If ignored, black carpet beetles spend 166-330 days in their larval stage, while varied carpet beetle larvae spend the longest time at 220-630 days. Furniture carpet beetles are the least at 70-94 days only. The pupal stage usually lasts for 10-13 days, while adults live from 2 to 8 weeks only, depending on the species.
Generally speaking, carpet beetles lay eggs only once a year. Aside from being short-lived, adults cannot tolerate very cold temperatures and will die outdoors in the winter. Larvae can survive without food for several weeks and will look for another place if food becomes scarce. Yet, they are very unlikely to go outdoors.
Does Everyone Have Carpet Beetles?
Not everyone has carpet beetles at home. Yet, it is safe to say that almost all homes that are two years old and older have them. Aside from being secretive scavengers, carpet beetle larvae seem to always find a way in entering houses. No wonder they are considered hard-to-control common household pests.
Is It Normal to Have Carpet Beetles?
It is not normal to have carpet beetles unless they are outside. Though seeing one adult or larvae inside your house is not a cause for alarm, you should not be confident. These immature carpet beetles will eat anything that meets their nutritional requirements and can enter your house without getting noticed.
How Do You Find a Carpet Beetle Nest?
Unlike clothes moths, carpet beetles don’t make webs or nests for their eggs. Instead, they deposit eggs on carpets, wool rugs, furniture, dry food storage, and other hidden areas where there is food for developing larvae. But since they don’t have a permanent location, here are some ways to find a carpet beetle nest:
- Search under and around the edges of carpets on the walls and floors, especially those that are seldom cleaned.
- Carefully inspect old wool clothes and other fabric stored in your closet, attic, or basement.
- Check thoroughly underneath the sofa, couch, and other upholstered furniture where there could be scattered pet hair.
- Investigate all dry food packages in your pantry and kitchen cupboards. Check for crawling larvae on the walls, floors, and on top of the cabinet.
- If you have stuffed animals, preserved animal collections, and birds nest, examine them very carefully.
What Home Remedy Kills Carpet Beetles?
When dealing with carpet beetles, professional help is not usually necessary. Fortunately, there are other ways to get rid of them aside from using a vacuum cleaner. Using insecticides indoors poses a health risk and is therefore not recommended. With that, here are simple home remedies to kill carpet beetles:
Place infested belongings at 105°F (40.5°C) or under direct sunlight for at least four hours. This repels and kills all stages of carpet beetles. For non-sensitive items, wash them thoroughly using hot water and soap. Alternatively, use a steam cleaner such as Ivation All in One Household Steam Cleaner .
Low temperatures can also kill carpet beetles. Place infested items inside a plastic bag and store them inside a freezer at -20°F (-28.9°C) for at least 3 days. Loosen the bag a bit so the items inside will not be frozen. If the items are sensitive to cold temperatures, place them at 40-42°F (4.4°C-5.5°C) for a long time to kill the pests.
3. Baking soda
Baking soda is not only a powerful stain remover but also a great tool for killing carpet beetle larvae and eggs on contact. Also known as sodium bicarbonate, baking soda may not be effective for adult carpet beetles. It also has a high PH, which can damage some fabric if huge amounts are applied repeatedly.
4. Boric acid
Boric acid is very toxic to carpet beetle larvae. Since these tiny insects move slowly, you can sprinkle or spray boric acid powder directly on them and let them sit for 2 hours. But like baking soda, it may destroy sensitive fabric, so apply small amounts only. It can also harm humans when inhaled, ingested, or in direct contact.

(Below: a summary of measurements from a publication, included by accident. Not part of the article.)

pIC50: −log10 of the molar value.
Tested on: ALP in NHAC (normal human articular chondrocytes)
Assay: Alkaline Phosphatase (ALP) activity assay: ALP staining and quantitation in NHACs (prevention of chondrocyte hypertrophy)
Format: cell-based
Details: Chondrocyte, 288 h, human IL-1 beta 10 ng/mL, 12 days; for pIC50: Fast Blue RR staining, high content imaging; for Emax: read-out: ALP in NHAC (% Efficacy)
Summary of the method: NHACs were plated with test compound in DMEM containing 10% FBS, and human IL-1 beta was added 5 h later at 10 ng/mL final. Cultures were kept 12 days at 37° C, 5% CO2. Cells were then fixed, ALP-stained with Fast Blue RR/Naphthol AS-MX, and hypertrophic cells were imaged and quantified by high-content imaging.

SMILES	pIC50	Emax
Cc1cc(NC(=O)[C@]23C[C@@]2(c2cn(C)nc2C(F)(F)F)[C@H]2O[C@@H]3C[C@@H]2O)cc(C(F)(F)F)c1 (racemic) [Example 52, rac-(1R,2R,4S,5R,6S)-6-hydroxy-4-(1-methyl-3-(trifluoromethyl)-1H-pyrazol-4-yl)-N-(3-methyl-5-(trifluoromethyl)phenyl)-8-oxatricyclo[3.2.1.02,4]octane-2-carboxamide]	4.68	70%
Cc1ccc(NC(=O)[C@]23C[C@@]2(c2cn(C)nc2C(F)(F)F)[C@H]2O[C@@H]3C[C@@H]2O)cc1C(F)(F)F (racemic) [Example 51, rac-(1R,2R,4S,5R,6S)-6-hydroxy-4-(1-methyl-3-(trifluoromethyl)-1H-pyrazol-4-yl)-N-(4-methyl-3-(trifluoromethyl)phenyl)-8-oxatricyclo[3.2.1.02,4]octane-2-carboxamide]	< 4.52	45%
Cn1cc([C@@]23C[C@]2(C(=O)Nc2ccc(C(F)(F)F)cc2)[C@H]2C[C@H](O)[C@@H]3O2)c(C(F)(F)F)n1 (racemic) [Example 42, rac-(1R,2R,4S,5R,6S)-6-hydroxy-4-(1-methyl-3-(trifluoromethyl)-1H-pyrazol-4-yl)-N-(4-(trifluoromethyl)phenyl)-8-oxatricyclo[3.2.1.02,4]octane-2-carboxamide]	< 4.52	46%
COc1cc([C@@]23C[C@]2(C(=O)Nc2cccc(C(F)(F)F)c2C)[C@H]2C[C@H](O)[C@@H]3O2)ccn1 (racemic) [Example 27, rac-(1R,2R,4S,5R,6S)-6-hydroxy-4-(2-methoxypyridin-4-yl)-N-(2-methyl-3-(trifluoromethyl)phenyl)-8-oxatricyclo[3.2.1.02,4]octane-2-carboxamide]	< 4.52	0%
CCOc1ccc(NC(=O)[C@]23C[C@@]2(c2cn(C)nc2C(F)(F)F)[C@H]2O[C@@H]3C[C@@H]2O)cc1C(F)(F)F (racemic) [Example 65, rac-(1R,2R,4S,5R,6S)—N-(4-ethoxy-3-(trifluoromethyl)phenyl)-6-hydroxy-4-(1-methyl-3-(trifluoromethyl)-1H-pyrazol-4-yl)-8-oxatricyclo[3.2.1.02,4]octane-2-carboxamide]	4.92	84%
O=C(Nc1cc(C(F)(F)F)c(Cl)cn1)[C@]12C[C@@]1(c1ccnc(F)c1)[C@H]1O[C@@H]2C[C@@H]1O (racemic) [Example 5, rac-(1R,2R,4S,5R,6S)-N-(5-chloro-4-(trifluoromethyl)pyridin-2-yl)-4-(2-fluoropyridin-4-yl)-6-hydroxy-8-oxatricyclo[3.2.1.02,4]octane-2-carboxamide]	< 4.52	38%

5. Diatomaceous earth
Diatomaceous earth (DE) is a non-toxic insecticide that kills carpet beetles in contact. This all-natural powder product destroys the insect’s exoskeleton, causing them to dehydrate and dry out. Nonetheless, it only works when dry. Also, make sure that you choose Food-grade DE and not filter-grade.
Is Vacuuming Enough to Get Rid of Carpet Beetles?
Vacuuming is not enough to get rid of carpet beetles, especially if there is already a heavy infestation. Although it can help a lot, some larvae could be hiding in dark areas and places that cannot be reached by a vacuum cleaner. Vacuuming alone is only best in the early stages and if it is being done regularly.
How Do I Permanently Get Rid of Carpet Beetles?
Sad to say, there is no way of getting rid of carpet beetles permanently. These stubborn pests are pretty smart and will always find a way to enter your house. So far, the best way to prevent a carpet beetle infestation is the combination of exclusion and sanitation. Here are some simple things you can do at home:
- Use non-toxic sticky traps such as Catchmaster Double Sided Flying Insect Trap . Place them in window sills and in other areas where adult carpet beetles can stay.
- Vacuum the hidden areas regularly. This includes carpets, closets, under furniture, pantry cupboards, attic, and basement.
- Inspect items such as cut flowers and dry food packages before bringing them inside your house.
- Transfer dry food (and pet food) from the package to properly sealed containers.
- Keep your seldom-used clothes, coats, and blankets in tightly closed boxes. If possible, wash them at least once a month.
- Seal all small gaps and crevices, and fix or replace damaged window screens, especially during fall.
As you probably know by now, getting rid of carpet beetles can be challenging if not attended to at an early stage. And although preventive measures are effective, they should be done consistently. Otherwise, these pesky pests will not hesitate to grab the chance. Note that treating heavy infestations can be very expensive.
List of Sources
Carpet Beetles. (2022). University of Maryland Extension.
Choe, D-H. (2020). Carpet Beetles. Agriculture and Natural Resources, University of California.
Dill, J. F., Kirby, C. A. (2020). Carpet Beetles. The University of Maine.
Green, J. (2019). Carpet Beetles. University of Nebraska–Lincoln.